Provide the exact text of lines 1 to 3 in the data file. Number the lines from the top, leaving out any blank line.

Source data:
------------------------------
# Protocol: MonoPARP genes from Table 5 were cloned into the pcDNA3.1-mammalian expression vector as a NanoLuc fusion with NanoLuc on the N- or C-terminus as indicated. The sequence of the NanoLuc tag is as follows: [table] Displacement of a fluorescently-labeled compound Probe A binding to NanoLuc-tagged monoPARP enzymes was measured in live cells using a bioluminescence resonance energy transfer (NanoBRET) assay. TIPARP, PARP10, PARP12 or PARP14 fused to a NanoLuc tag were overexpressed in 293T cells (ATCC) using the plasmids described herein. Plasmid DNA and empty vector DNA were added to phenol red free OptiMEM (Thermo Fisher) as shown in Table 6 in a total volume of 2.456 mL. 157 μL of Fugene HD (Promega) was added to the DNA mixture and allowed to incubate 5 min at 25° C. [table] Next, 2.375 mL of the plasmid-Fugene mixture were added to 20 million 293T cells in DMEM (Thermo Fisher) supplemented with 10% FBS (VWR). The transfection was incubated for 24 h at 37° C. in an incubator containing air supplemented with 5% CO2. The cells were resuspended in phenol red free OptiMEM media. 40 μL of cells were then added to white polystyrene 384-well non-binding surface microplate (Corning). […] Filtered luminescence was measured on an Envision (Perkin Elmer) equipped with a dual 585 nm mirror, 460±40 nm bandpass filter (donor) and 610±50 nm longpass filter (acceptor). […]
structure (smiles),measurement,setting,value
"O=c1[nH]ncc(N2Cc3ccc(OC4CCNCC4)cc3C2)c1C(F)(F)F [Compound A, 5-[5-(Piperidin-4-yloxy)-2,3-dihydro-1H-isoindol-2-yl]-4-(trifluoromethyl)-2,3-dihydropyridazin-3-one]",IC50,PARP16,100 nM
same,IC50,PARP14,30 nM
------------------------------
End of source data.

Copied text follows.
# Protocol: MonoPARP genes from Table 5 were cloned into the pcDNA3.1-mammalian expression vector as a NanoLuc fusion with NanoLuc on the N- or C-terminus as indicated. The sequence of the NanoLuc tag is as follows: [table] Displacement of a fluorescently-labeled compound Probe A binding to NanoLuc-tagged monoPARP enzymes was measured in live cells using a bioluminescence resonance energy transfer (NanoBRET) assay. TIPARP, PARP10, PARP12 or PARP14 fused to a NanoLuc tag were overexpressed in 293T cells (ATCC) using the plasmids described herein. Plasmid DNA and empty vector DNA were added to phenol red free OptiMEM (Thermo Fisher) as shown in Table 6 in a total volume of 2.456 mL. 157 μL of Fugene HD (Promega) was added to the DNA mixture and allowed to incubate 5 min at 25° C. [table] Next, 2.375 mL of the plasmid-Fugene mixture were added to 20 million 293T cells in DMEM (Thermo Fisher) supplemented with 10% FBS (VWR). The transfection was incubated for 24 h at 37° C. in an incubator containing air supplemented with 5% CO2. The cells were resuspended in phenol red free OptiMEM media. 40 μL of cells were then added to white polystyrene 384-well non-binding surface microplate (Corning). […] Filtered luminescence was measured on an Envision (Perkin Elmer) equipped with a dual 585 nm mirror, 460±40 nm bandpass filter (donor) and 610±50 nm longpass filter (acceptor). […]
structure (smiles),measurement,setting,value
"O=c1[nH]ncc(N2Cc3ccc(OC4CCNCC4)cc3C2)c1C(F)(F)F [Compound A, 5-[5-(Piperidin-4-yloxy)-2,3-dihydro-1H-isoindol-2-yl]-4-(trifluoromethyl)-2,3-dihydropyridazin-3-one]",IC50,PARP16,100 nM